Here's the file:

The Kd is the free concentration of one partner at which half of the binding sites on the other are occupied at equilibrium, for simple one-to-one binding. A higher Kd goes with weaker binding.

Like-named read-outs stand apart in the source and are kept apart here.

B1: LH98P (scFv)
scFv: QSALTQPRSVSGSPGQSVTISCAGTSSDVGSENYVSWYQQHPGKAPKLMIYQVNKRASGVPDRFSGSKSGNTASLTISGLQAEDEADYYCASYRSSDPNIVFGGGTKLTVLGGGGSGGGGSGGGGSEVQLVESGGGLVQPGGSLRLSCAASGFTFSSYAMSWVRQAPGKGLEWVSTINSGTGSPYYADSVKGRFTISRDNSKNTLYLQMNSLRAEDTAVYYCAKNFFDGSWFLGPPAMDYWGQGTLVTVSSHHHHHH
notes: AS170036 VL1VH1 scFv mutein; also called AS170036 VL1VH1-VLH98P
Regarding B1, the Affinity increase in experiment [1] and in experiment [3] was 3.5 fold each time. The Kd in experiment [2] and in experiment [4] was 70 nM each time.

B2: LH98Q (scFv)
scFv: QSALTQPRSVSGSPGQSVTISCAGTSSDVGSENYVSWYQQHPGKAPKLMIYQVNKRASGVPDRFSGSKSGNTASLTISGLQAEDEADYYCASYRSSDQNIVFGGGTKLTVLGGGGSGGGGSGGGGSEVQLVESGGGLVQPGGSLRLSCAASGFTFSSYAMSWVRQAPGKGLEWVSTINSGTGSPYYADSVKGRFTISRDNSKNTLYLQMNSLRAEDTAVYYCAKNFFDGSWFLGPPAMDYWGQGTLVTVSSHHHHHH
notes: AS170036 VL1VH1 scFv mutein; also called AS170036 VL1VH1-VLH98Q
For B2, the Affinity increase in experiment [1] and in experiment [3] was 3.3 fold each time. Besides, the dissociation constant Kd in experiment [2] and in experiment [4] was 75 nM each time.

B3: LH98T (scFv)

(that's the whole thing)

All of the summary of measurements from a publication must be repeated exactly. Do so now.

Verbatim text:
The Kd is the free concentration of one partner at which half of the binding sites on the other are occupied at equilibrium, for simple one-to-one binding. A higher Kd goes with weaker binding.

Like-named read-outs stand apart in the source and are kept apart here.

B1: LH98P (scFv)
scFv: QSALTQPRSVSGSPGQSVTISCAGTSSDVGSENYVSWYQQHPGKAPKLMIYQVNKRASGVPDRFSGSKSGNTASLTISGLQAEDEADYYCASYRSSDPNIVFGGGTKLTVLGGGGSGGGGSGGGGSEVQLVESGGGLVQPGGSLRLSCAASGFTFSSYAMSWVRQAPGKGLEWVSTINSGTGSPYYADSVKGRFTISRDNSKNTLYLQMNSLRAEDTAVYYCAKNFFDGSWFLGPPAMDYWGQGTLVTVSSHHHHHH
notes: AS170036 VL1VH1 scFv mutein; also called AS170036 VL1VH1-VLH98P
Regarding B1, the Affinity increase in experiment [1] and in experiment [3] was 3.5 fold each time. The Kd in experiment [2] and in experiment [4] was 70 nM each time.

B2: LH98Q (scFv)
scFv: QSALTQPRSVSGSPGQSVTISCAGTSSDVGSENYVSWYQQHPGKAPKLMIYQVNKRASGVPDRFSGSKSGNTASLTISGLQAEDEADYYCASYRSSDQNIVFGGGTKLTVLGGGGSGGGGSGGGGSEVQLVESGGGLVQPGGSLRLSCAASGFTFSSYAMSWVRQAPGKGLEWVSTINSGTGSPYYADSVKGRFTISRDNSKNTLYLQMNSLRAEDTAVYYCAKNFFDGSWFLGPPAMDYWGQGTLVTVSSHHHHHH
notes: AS170036 VL1VH1 scFv mutein; also called AS170036 VL1VH1-VLH98Q
For B2, the Affinity increase in experiment [1] and in experiment [3] was 3.3 fold each time. Besides, the dissociation constant Kd in experiment [2] and in experiment [4] was 75 nM each time.

B3: LH98T (scFv)